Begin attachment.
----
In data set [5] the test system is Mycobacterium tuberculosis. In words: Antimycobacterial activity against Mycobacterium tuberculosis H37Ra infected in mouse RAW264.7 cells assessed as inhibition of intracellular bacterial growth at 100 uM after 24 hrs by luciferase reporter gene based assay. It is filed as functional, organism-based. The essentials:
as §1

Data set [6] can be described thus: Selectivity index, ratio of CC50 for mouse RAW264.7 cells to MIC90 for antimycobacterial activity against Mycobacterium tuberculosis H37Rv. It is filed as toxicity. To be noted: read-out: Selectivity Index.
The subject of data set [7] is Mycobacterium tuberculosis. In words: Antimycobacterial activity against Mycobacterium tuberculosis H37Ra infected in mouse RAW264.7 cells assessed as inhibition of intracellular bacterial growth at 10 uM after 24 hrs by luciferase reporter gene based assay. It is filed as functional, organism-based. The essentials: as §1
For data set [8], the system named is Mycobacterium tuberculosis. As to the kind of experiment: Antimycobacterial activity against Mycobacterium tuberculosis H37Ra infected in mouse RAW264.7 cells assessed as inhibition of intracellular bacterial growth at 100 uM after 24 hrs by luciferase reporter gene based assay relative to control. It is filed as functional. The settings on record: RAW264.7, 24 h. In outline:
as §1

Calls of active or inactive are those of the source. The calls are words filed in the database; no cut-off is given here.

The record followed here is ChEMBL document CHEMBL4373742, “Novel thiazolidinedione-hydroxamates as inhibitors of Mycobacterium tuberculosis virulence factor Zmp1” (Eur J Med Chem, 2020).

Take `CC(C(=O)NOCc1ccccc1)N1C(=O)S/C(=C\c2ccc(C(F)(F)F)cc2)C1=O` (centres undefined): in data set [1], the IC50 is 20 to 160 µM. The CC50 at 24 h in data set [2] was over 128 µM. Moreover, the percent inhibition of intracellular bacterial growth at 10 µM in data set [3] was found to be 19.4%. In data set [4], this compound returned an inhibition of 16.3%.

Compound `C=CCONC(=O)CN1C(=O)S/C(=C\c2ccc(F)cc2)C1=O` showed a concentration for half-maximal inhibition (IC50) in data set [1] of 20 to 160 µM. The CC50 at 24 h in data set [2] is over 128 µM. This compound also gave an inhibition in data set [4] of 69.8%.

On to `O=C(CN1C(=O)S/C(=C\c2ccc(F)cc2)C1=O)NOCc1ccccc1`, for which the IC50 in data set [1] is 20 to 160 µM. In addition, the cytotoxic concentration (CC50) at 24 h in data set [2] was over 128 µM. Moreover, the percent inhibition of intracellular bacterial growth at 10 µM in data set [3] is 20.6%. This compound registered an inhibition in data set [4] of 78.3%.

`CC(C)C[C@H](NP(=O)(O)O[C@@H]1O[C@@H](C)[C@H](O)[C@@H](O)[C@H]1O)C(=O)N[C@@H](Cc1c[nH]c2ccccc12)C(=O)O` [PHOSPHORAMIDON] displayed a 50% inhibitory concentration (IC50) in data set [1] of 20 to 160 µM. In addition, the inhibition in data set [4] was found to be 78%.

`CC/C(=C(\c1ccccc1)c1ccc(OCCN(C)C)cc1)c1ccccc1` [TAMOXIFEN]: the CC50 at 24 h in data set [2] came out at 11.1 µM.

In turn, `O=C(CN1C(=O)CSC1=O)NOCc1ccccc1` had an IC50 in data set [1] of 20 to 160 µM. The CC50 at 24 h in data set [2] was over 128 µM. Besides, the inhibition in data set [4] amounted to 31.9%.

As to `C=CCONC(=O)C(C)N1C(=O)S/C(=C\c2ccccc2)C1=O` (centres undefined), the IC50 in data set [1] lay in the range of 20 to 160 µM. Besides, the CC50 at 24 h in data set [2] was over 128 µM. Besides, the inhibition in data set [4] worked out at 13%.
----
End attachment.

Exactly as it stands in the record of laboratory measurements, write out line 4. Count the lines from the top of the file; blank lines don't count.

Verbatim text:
The subject of data set [7] is Mycobacterium tuberculosis. In words: Antimycobacterial activity against Mycobacterium tuberculosis H37Ra infected in mouse RAW264.7 cells assessed as inhibition of intracellular bacterial growth at 10 uM after 24 hrs by luciferase reporter gene based assay. It is filed as functional, organism-based. The essentials: as §1